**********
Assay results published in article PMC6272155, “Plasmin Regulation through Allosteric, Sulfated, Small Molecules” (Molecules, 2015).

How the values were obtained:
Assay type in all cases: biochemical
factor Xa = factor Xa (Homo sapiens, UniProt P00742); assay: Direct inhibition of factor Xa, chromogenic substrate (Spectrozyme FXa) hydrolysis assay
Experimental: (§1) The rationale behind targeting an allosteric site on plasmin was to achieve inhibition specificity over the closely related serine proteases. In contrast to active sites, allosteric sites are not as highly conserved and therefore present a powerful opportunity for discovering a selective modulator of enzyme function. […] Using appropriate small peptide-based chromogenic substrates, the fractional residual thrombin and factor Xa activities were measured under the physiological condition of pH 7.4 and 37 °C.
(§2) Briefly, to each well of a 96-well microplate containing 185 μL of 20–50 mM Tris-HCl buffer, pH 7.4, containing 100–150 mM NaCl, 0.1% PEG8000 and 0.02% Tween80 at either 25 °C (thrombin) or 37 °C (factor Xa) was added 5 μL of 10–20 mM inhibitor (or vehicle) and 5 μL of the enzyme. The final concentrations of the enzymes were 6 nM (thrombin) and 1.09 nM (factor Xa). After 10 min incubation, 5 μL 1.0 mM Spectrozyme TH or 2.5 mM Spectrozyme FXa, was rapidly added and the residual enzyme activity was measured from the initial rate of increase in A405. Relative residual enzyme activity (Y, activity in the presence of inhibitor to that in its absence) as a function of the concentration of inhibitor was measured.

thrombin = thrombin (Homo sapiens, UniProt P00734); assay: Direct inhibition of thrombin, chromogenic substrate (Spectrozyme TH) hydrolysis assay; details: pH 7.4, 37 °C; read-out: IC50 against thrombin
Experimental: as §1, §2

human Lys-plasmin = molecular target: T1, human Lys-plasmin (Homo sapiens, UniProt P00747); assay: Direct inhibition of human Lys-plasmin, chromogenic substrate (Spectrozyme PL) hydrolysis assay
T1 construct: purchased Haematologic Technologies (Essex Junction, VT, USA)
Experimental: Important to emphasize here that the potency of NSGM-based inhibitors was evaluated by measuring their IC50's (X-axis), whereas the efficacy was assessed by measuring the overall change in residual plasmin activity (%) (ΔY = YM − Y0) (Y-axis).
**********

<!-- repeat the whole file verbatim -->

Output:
Assay results published in article PMC6272155, “Plasmin Regulation through Allosteric, Sulfated, Small Molecules” (Molecules, 2015).

How the values were obtained:
Assay type in all cases: biochemical
factor Xa = factor Xa (Homo sapiens, UniProt P00742); assay: Direct inhibition of factor Xa, chromogenic substrate (Spectrozyme FXa) hydrolysis assay
Experimental: (§1) The rationale behind targeting an allosteric site on plasmin was to achieve inhibition specificity over the closely related serine proteases. In contrast to active sites, allosteric sites are not as highly conserved and therefore present a powerful opportunity for discovering a selective modulator of enzyme function. […] Using appropriate small peptide-based chromogenic substrates, the fractional residual thrombin and factor Xa activities were measured under the physiological condition of pH 7.4 and 37 °C.
(§2) Briefly, to each well of a 96-well microplate containing 185 μL of 20–50 mM Tris-HCl buffer, pH 7.4, containing 100–150 mM NaCl, 0.1% PEG8000 and 0.02% Tween80 at either 25 °C (thrombin) or 37 °C (factor Xa) was added 5 μL of 10–20 mM inhibitor (or vehicle) and 5 μL of the enzyme. The final concentrations of the enzymes were 6 nM (thrombin) and 1.09 nM (factor Xa). After 10 min incubation, 5 μL 1.0 mM Spectrozyme TH or 2.5 mM Spectrozyme FXa, was rapidly added and the residual enzyme activity was measured from the initial rate of increase in A405. Relative residual enzyme activity (Y, activity in the presence of inhibitor to that in its absence) as a function of the concentration of inhibitor was measured.

thrombin = thrombin (Homo sapiens, UniProt P00734); assay: Direct inhibition of thrombin, chromogenic substrate (Spectrozyme TH) hydrolysis assay; details: pH 7.4, 37 °C; read-out: IC50 against thrombin
Experimental: as §1, §2

human Lys-plasmin = molecular target: T1, human Lys-plasmin (Homo sapiens, UniProt P00747); assay: Direct inhibition of human Lys-plasmin, chromogenic substrate (Spectrozyme PL) hydrolysis assay
T1 construct: purchased Haematologic Technologies (Essex Junction, VT, USA)
Experimental: Important to emphasize here that the potency of NSGM-based inhibitors was evaluated by measuring their IC50's (X-axis), whereas the efficacy was assessed by measuring the overall change in residual plasmin activity (%) (ΔY = YM − Y0) (Y-axis).